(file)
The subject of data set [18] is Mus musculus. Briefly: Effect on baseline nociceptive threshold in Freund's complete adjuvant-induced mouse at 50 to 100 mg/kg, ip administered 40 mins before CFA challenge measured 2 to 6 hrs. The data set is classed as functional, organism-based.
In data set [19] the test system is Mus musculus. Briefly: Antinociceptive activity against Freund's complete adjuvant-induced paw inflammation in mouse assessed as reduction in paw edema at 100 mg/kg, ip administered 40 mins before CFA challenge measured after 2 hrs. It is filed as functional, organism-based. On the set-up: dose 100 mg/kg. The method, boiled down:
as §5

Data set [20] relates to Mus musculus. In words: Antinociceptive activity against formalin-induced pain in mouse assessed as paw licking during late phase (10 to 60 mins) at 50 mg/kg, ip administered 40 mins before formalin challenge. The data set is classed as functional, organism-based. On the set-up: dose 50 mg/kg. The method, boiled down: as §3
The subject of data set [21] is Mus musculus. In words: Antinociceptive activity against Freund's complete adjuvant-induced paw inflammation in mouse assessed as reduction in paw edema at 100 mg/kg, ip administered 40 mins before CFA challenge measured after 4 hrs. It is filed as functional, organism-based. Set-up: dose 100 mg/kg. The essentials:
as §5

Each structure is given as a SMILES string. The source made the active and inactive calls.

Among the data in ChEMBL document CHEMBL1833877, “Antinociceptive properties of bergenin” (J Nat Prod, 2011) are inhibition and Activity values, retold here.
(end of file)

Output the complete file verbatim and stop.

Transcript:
The subject of data set [18] is Mus musculus. Briefly: Effect on baseline nociceptive threshold in Freund's complete adjuvant-induced mouse at 50 to 100 mg/kg, ip administered 40 mins before CFA challenge measured 2 to 6 hrs. The data set is classed as functional, organism-based.
In data set [19] the test system is Mus musculus. Briefly: Antinociceptive activity against Freund's complete adjuvant-induced paw inflammation in mouse assessed as reduction in paw edema at 100 mg/kg, ip administered 40 mins before CFA challenge measured after 2 hrs. It is filed as functional, organism-based. On the set-up: dose 100 mg/kg. The method, boiled down:
as §5

Data set [20] relates to Mus musculus. In words: Antinociceptive activity against formalin-induced pain in mouse assessed as paw licking during late phase (10 to 60 mins) at 50 mg/kg, ip administered 40 mins before formalin challenge. The data set is classed as functional, organism-based. On the set-up: dose 50 mg/kg. The method, boiled down: as §3
The subject of data set [21] is Mus musculus. In words: Antinociceptive activity against Freund's complete adjuvant-induced paw inflammation in mouse assessed as reduction in paw edema at 100 mg/kg, ip administered 40 mins before CFA challenge measured after 4 hrs. It is filed as functional, organism-based. Set-up: dose 100 mg/kg. The essentials:
as §5

Each structure is given as a SMILES string. The source made the active and inactive calls.

Among the data in ChEMBL document CHEMBL1833877, “Antinociceptive properties of bergenin” (J Nat Prod, 2011) are inhibition and Activity values, retold here.